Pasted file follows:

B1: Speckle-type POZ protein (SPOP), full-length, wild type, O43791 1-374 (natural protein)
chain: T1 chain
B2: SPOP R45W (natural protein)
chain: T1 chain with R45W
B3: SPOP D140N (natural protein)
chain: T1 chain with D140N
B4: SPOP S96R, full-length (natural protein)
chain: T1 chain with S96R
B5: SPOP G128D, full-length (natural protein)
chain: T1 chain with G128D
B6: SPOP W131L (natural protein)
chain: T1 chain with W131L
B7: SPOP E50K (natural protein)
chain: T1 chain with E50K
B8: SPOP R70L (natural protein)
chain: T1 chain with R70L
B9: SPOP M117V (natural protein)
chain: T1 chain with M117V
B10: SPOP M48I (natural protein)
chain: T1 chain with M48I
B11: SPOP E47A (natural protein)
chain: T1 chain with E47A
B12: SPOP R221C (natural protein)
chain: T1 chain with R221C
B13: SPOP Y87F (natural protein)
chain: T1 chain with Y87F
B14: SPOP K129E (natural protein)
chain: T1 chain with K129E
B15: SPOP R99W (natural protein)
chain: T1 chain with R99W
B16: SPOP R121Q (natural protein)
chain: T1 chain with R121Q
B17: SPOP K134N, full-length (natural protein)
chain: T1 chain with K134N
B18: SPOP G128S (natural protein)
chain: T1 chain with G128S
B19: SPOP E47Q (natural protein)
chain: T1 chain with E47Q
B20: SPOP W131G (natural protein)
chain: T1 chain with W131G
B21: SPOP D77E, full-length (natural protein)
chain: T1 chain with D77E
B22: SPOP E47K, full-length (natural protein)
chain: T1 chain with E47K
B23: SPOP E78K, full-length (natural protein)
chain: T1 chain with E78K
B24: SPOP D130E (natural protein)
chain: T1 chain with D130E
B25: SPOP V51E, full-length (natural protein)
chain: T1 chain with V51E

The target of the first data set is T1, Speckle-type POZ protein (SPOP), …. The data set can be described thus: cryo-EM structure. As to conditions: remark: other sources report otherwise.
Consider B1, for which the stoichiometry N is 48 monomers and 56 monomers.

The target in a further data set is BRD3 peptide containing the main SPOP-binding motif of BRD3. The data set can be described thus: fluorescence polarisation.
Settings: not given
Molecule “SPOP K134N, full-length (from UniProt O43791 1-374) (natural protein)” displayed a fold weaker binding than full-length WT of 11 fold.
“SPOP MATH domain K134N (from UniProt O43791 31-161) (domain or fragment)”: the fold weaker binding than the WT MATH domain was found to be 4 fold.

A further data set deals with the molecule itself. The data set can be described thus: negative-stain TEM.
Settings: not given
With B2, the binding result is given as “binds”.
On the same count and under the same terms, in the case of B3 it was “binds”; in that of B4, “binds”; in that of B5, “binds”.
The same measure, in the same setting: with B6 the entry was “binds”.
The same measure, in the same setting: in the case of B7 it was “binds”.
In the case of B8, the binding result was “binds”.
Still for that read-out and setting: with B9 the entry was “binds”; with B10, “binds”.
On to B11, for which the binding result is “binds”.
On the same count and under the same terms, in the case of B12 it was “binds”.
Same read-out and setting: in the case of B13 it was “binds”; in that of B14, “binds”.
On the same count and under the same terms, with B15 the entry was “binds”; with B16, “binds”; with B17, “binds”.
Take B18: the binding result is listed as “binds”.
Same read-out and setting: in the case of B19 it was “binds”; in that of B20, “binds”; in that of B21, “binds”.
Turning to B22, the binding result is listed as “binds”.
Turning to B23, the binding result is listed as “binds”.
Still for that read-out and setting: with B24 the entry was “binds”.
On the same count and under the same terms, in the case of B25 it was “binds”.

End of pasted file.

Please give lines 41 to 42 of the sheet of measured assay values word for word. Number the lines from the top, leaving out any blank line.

B21: SPOP D77E, full-length (natural protein)
chain: T1 chain with D77E